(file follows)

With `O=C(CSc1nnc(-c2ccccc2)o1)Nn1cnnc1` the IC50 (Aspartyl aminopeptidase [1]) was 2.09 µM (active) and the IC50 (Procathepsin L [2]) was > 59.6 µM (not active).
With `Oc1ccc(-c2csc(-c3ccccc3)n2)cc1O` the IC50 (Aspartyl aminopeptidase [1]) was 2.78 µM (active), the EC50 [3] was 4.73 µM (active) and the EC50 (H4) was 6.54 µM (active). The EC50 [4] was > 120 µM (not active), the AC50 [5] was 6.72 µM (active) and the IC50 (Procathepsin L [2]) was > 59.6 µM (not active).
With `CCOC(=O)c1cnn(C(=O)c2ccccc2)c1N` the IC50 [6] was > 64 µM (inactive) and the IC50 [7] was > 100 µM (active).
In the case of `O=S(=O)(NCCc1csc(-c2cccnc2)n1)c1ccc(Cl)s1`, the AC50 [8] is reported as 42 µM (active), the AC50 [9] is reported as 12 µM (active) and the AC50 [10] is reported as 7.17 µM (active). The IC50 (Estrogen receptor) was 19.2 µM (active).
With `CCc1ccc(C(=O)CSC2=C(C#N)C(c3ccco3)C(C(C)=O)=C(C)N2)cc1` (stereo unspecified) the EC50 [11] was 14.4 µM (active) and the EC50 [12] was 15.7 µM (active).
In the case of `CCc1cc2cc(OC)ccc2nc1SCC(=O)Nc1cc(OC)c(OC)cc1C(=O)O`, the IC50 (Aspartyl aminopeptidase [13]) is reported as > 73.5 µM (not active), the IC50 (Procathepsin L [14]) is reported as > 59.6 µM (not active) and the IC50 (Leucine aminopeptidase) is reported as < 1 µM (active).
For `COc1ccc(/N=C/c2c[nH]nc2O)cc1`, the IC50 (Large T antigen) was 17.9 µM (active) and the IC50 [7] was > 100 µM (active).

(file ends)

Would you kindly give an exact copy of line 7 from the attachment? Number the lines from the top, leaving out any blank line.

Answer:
For `COc1ccc(/N=C/c2c[nH]nc2O)cc1`, the IC50 (Large T antigen) was 17.9 µM (active) and the IC50 [7] was > 100 µM (active).